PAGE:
Huawei offers to sign 'no back door' pact with India to allay spying fears

Chinese technology giant Huawei, which is under fire in the US over alleged breach of sensitive user information, has offered to sign a “no backdoor” agreement with the Indian government to allay concerns that it might use its telecom gear for surveillance.

The move comes just a day before US Secretary of State Mike Pompeo’s visit to India, amid growing pressure from the US to ban Chinese 5G telecom gear globally.

Defending its position, Huawei has said it has already deployed 5G technology in India through advanced MIMO (“multiple input, multiple output”, which increases spectrum efficiency), and that the security concerns raised against it have no foundation. 

India will also be free to test Huawei’s equipment for any alleged breach either on its own or through a third party (Indian or international), without informing the Chinese company. Huawei is willing to pay a compensation if there is any deficiency in the security system of its network, depending on how serious the lapse is.

The company has made similar offers to other governments that have banned or are debating an entry into 5G telephony.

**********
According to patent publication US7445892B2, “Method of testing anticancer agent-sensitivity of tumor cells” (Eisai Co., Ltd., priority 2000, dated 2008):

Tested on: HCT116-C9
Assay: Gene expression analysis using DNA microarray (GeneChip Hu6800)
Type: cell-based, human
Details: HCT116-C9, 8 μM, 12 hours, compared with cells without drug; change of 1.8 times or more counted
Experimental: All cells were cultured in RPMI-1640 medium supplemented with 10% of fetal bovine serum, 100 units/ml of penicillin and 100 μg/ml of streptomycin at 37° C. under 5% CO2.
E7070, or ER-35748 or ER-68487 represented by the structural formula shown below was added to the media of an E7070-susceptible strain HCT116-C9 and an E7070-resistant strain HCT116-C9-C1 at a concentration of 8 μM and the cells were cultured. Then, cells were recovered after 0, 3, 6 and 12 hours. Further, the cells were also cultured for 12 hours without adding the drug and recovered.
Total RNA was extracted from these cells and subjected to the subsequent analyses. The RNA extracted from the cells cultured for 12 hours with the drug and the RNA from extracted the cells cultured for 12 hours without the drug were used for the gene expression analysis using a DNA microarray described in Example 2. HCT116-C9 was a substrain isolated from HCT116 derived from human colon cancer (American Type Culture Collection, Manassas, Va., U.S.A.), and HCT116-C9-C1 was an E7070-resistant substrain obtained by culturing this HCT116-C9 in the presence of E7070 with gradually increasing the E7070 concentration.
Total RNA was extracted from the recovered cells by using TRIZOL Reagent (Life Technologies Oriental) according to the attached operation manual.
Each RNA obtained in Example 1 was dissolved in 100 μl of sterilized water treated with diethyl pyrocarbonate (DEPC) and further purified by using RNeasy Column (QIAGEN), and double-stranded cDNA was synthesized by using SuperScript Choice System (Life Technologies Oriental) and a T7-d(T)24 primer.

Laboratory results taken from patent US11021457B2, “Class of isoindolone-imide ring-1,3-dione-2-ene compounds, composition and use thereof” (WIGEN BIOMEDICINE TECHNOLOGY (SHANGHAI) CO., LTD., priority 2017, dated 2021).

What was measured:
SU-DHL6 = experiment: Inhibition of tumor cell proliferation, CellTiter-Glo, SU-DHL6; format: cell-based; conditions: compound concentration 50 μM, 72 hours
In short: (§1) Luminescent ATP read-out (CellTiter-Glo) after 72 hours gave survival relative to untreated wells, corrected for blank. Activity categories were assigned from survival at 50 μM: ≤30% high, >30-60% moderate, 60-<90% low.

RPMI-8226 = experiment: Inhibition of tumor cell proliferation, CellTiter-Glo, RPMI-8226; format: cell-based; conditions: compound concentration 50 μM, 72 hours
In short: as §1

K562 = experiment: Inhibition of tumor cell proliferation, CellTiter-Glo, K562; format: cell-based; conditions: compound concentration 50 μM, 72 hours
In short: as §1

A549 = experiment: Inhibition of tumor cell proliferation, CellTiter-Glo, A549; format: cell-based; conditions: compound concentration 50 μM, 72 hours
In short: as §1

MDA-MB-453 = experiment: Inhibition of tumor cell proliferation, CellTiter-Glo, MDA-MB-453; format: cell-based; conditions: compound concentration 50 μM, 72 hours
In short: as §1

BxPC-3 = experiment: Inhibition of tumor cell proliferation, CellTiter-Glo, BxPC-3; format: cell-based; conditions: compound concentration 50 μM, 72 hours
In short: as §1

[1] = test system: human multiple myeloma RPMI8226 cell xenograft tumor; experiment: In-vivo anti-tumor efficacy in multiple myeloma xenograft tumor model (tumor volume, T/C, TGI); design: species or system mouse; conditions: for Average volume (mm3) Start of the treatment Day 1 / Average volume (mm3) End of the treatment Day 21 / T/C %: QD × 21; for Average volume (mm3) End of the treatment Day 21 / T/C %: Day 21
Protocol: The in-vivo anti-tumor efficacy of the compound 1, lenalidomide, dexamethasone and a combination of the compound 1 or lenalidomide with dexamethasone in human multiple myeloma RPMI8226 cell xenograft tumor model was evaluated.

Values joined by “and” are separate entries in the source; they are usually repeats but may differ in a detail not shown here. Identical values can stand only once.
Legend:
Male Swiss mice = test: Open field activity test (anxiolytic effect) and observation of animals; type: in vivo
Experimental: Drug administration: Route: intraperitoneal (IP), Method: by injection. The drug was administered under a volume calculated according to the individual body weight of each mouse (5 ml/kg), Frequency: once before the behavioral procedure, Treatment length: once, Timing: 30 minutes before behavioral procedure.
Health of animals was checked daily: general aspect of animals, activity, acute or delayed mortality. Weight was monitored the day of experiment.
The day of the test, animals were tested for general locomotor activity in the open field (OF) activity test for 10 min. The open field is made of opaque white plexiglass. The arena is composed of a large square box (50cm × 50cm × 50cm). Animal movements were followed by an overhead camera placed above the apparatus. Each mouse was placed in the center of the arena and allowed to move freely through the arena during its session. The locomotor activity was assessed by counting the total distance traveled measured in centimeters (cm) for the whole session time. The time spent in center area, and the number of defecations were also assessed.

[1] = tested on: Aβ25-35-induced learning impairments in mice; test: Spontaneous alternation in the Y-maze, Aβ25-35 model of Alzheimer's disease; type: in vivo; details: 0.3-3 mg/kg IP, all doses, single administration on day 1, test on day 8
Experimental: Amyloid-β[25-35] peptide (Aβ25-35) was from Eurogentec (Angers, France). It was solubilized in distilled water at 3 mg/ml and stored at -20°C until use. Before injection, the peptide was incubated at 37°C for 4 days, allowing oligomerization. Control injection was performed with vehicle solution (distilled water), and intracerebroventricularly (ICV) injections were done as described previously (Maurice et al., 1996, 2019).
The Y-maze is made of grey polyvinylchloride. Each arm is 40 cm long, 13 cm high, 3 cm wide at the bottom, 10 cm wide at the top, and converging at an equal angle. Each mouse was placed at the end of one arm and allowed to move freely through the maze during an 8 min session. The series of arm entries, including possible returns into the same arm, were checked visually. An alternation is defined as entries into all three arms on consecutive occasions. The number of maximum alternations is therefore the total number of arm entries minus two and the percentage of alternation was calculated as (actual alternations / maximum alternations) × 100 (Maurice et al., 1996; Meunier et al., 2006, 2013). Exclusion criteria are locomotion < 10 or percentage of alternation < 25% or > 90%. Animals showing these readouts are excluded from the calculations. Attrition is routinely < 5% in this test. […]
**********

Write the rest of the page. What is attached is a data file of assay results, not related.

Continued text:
For instance, in May this year, Huawei offered to ink a no-spy agreement with the British government. The company had in 2011 signed similar agreements with telcos in India, with a provision for penalties in the case of any deficiency in security mandated by the Department of Telecommunications (DoT). 

Explaining the new offer, Huawei India Chief Executive Officer (CEO) Jay Chen said: “We are inviting all telecom equipment manufacturers to sign such agreements with the government, and have conveyed that we are ready to do so with the Indian government. We are waiting for a response from it.”

On the question of the DoT’s silence on even allowing Huawei to conduct 5G trials, Chen made a strong pitch: “Japan can afford to ban China . But India cannot afford to have only a few partners for business. It has to be open to collaborating with the whole world. The decision cannot be based on the country of origin but on a standard universal policy.”